The calendar was not kind to the JA New York Winter Show 2009.
It had the misfortunate to be scheduled for the same days as the NFL playoffs, the Dr. Martin Luther King holiday, the opening of important international luxury watch shows in Geneva, Switzerland, and the inauguration of President Barack Obama as the 44th U.S. president, which emptied the floors Tuesday as attendees watched the historic moment on TVs on the lower levels of the Javits Center.
In addition, snowfall dampened opening day attendance—as did the shaky economy and dismal holiday sales results as pre-registration was down 15 percent.
Given all that, many say that the show was somewhat better than they feared. But they all stressed they did not expect a lot.
“It’s exceeded our low expectations,” said Chuck Lein, president of Stuller. “Monday ranged from dead to pretty lively. It’s slow [Tuesday] but the last day of every show is slow.”
He said the mood of retailers is “reserved. The luxury sector is going to continue to get stressed.”
The first day, Sunday, was moderately busy, said some of the approximately 600 exhibitors (according to show figures), but tapered off Monday. On Inauguration Day, most aisles were empty.
“Given an extremely challenging market, we’re satisfied with the attendance level today and the general buzz on the floor,” said JA Show group director Drew Lawsky on opening day. “There are people doing business, and in this economy, that’s all you can ask for.”
There were certainly vendors who did good business at the show. The Hong Kong pavilion may have been the show’s busiest, with a number of retailers filling in inventory with lower price-point diamond jewelry, most notably hoop earrings. Elsewhere, a gift galley, including fur coats and costume jewelry, seemed busy.
Among vendors, the Lucoral & Lupearl Group attracted much interest with an Obama-look-alike and the show’s only Obama-related products: a bronze medallion (with a reversible center with the President on one side, and he and his family on the other); a display of pearl jewelry worn by First Ladies; and a limited edition 24k bill with Obama’s image ($350 each), all by designer Deborah LePearl Clark (firstname.lastname@example.org).
The Hidalgo jewelry company did well with its white and black ceramic watches. Elle—which relaunched its women’s contemporary watch line in October (stainless steel, instead of sterling silver; $150 instead of $190, aimed at independent jewelers and some chains—did good business. “We had a phenomenal holiday season for our jewelry and watches, and now a terrific show,” said Patty Price, vice president of Brands Eighty Eight.
Charles May of Gabriel and Co said, “The show is a little bit slow but busier than we thought,” he said. “All things considered, I’m impressed.”
He said the retail mood was “not as bad as one would think, but not chipper.”
Sebastian Velasquez of Sales One said “Sunday was good” and the show “looked better than last year.”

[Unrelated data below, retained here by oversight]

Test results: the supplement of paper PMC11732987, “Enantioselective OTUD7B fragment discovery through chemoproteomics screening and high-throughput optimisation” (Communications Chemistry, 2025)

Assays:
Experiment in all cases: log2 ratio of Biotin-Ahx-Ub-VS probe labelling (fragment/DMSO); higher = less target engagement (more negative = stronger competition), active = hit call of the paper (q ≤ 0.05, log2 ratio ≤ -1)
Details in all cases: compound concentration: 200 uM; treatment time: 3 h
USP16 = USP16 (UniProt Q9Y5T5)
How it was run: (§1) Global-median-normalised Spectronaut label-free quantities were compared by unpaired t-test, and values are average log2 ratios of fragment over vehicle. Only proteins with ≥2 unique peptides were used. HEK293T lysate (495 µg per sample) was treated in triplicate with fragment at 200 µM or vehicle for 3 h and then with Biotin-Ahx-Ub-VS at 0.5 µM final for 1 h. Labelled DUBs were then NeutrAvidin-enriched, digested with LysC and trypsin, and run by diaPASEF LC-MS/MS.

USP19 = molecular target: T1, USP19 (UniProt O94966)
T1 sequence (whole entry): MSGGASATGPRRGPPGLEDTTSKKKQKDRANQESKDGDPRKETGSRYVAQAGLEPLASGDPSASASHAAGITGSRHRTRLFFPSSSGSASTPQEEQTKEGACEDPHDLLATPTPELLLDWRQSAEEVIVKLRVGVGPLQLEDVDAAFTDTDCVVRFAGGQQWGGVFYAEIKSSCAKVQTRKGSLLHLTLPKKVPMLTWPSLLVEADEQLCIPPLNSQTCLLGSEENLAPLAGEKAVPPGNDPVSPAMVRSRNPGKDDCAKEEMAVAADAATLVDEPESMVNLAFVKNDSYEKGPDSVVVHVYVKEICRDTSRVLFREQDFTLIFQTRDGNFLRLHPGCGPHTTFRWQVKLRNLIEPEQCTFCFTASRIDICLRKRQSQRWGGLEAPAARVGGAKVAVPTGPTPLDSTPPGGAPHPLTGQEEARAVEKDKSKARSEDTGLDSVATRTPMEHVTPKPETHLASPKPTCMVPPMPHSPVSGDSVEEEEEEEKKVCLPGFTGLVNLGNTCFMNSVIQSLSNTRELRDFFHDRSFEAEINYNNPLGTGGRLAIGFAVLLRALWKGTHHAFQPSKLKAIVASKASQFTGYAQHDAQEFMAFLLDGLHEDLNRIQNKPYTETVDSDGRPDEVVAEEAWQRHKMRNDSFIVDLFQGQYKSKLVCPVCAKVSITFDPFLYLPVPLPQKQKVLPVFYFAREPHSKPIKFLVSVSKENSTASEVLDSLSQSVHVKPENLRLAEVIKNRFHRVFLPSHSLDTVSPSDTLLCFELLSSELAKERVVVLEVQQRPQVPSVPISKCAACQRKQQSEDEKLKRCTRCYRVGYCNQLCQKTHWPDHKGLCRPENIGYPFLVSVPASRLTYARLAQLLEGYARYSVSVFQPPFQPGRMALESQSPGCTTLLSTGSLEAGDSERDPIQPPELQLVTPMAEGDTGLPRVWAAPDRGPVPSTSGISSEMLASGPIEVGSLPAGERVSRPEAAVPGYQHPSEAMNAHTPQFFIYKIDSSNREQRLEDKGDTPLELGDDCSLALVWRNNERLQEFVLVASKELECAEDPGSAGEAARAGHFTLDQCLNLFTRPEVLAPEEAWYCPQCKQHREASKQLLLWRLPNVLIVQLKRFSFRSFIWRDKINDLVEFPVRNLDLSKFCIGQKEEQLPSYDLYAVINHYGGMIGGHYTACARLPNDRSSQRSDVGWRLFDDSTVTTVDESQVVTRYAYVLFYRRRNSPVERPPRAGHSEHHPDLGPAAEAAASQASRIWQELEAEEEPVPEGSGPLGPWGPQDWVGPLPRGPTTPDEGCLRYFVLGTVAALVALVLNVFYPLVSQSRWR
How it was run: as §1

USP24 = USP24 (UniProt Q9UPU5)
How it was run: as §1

He said “retailers are holding back a little. They are still buying, but they are not buying as much.”
But some exhibitors agreed with the words of Jim Sheridan of Tara and Sons, who called the show “as bad as we expected.”
He said a lot of the traffic was “consumer press” and “personal shoppers.”
He found retailers were “optimistic, but very much taking a wait and see attitude.”
He hoped that the new administration will “hopefully encourage optimism.”
Main design trends at the show were lots of color, using pretty but inexpensive gem materials; and lots of oxidized sterling silver mixed with high-karat gold, again to keep price points down. The oxidized silver is very black, giving a kind of biker-chic look to otherwise expensive jewelry.
Succeeding in this recession—the most severe in decades—was a recurring theme, not only between vendors and retailers, but also in the show’s events. Indeed, “Survive 2009/Thrive 2010” was title of the general session Monday and Tuesday, presented by the JA New York show and National Jeweler magazine (later posted on DPS.org.).
The program, presented by James Russo, vice president of marketing, The Nielsen Company, and Emmy Kundo, director of Market Intelligence Planning for the J. Walter Thompson agency, the Diamond Trading Company’s U.S. marketing arm, was attended by several dozen people on Monday. It charted consumer behavior, trends, and spending in this recession and told jewelers how to exploit opportunities now and when business improves again. (Since 1948, 11 recessions have been followed by years of expansion.)
Similar-themed Jewelers of America seminars included: “When the Going Gets Tough, the Tough Take Action!” by training veteran Brad Huisken; “Selling in Challenging Times,” by JA director of Education David Peters; and “Market or Die: How to Grow Your Jewelry Sales in a Challenging Economy,” by marketing strategist Rafael Mael. Others seminars focused on how to sell jewelry in a non-jewelry store; working with gemstones at the jeweler’s bench; quality control issues in jewelry, presentation techniques and overcoming bad habits of sales people in closing sales.
Another highlight was the “America’s Best Jewelers Retail Benchmarking Symposium,” focusing on marketing, operations, and human resources, and in which jewelers, fresh from the holiday season, shared their best-practice ideas for difficult times. (A common denominator: offering sales or discounts brought in traffic.)
An awards luncheon honored 58 U.S. independent jewelers with the ABJ title for scoring high marks on National Jeweler’s first-time benchmarking survey (by independent research firm MPI Group of Ohio) on best practices in the jewelry industry, in areas ranging from operations to customer service.